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being just living beyond childhood was like, wow, you know, you're lucky Mashallah, right.

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So you see, this is why it's so unhealthy and helpful to look at people in history and at different times and at different places, through your privileged or your modern or your Western lens. You know, it's just literally unfair to do that.

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So people's lifespans were shorter. Okay.

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And children mature biologically and physically at a faster rate than today. And that's probably because they were encouraged to mature quickly, right? I mean, children were literally shepherds of that time, the boys, right, the girls would have just been getting on with life and helping their mothers as soon as possible. Going out in the fields, helping out and then getting married, right, is like the most natural thing to do as soon as you're able to, as soon as you're, you've reached puberty, why would you delay marriage? What would stop you from delaying marriage?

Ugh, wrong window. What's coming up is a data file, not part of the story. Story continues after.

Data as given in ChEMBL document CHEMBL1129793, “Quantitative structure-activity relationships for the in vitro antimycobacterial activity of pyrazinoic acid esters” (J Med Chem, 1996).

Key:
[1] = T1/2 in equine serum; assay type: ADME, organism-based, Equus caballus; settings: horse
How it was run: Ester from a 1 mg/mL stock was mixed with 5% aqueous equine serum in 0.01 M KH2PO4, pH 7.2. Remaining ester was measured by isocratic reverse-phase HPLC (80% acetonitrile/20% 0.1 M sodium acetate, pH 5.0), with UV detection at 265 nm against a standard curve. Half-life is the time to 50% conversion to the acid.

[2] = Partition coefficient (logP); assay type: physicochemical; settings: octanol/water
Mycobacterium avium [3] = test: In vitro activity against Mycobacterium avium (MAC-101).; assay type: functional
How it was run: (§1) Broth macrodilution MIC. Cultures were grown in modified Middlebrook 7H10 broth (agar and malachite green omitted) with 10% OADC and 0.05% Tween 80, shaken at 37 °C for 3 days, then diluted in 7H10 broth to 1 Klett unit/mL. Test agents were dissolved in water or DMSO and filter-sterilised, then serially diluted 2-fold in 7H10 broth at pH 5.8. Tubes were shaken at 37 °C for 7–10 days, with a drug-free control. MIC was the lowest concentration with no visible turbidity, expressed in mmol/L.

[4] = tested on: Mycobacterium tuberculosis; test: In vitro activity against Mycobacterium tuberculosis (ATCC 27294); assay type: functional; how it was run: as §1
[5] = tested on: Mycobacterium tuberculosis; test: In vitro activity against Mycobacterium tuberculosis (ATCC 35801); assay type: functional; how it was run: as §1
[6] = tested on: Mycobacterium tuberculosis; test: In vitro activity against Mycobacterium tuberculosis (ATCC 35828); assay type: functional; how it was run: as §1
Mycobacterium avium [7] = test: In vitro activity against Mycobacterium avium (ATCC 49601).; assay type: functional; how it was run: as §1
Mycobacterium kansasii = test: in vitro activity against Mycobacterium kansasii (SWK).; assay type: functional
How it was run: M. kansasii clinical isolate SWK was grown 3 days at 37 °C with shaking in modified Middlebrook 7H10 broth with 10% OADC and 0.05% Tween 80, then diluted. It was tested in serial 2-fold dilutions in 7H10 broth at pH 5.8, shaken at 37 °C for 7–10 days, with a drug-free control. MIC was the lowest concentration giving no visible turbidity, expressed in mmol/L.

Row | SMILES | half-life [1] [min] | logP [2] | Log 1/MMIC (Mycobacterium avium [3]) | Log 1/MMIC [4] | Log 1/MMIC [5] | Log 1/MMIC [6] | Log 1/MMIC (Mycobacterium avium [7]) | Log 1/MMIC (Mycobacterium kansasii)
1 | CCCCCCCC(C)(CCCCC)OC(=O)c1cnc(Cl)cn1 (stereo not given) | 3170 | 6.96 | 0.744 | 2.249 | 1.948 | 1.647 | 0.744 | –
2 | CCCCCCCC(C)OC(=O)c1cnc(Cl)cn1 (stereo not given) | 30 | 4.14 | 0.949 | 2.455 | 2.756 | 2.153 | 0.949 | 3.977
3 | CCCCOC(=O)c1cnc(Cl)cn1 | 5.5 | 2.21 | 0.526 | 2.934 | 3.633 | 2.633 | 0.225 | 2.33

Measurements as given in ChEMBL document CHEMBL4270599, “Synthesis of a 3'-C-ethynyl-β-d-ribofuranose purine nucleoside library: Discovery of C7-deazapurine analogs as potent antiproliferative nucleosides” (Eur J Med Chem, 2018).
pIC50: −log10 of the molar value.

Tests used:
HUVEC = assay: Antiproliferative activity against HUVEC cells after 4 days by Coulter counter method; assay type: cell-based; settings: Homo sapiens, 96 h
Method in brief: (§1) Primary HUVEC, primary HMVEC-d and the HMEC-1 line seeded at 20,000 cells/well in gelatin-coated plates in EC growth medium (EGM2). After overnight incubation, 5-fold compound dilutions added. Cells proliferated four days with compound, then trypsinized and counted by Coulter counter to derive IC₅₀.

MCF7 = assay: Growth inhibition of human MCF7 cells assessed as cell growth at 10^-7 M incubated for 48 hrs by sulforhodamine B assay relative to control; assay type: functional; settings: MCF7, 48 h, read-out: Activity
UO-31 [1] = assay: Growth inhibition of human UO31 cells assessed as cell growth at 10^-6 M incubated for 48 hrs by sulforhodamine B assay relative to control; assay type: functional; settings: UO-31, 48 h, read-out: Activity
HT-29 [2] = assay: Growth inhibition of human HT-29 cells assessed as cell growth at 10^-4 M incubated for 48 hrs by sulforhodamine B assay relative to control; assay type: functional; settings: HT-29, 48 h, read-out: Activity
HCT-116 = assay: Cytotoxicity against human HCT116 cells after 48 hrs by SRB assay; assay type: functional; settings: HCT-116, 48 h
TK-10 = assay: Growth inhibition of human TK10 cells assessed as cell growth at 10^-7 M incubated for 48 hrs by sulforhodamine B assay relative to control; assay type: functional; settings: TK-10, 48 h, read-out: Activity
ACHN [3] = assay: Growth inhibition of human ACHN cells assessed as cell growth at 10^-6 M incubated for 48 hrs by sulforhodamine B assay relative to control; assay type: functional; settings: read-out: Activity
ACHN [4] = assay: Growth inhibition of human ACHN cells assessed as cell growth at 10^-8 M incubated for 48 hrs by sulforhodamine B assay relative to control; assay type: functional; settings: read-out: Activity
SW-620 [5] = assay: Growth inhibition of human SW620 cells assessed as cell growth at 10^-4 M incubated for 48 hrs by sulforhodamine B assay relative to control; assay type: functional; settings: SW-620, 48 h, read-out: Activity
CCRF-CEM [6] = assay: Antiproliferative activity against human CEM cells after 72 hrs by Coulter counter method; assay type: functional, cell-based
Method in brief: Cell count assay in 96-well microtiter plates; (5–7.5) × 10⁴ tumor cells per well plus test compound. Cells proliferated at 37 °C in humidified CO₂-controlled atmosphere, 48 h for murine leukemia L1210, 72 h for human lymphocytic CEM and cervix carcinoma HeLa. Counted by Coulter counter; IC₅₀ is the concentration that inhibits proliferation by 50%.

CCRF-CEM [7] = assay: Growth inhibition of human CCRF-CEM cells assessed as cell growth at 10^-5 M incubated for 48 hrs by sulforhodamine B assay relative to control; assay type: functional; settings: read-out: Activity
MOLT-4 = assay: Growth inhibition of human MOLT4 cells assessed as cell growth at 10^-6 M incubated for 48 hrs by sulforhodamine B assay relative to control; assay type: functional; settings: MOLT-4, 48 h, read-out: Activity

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So that's, that's one of the aspects I want to highlight.

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So we can conclude, from those few points that

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historically, in most societies and time periods, childhood ended, and adulthood began at puberty. puberty might not be a marker of adulthood in modern societies, right. But biologically, it is. It is the marker of physical maturity, and islamically. We know in Islamic law, for example, a person becomes violent, right? We have different stages of maturity in Islam. So the age of seven is considered the age when a child becomes able to distinguish you call it the age of 10 years, right? A child can distinguish between right and wrong. They can distinguish between basic things. And so at the age of seven, there's certain things that we introduce aren't there like the profits or loss

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and I'm told us to come on and tell our children to pray from the age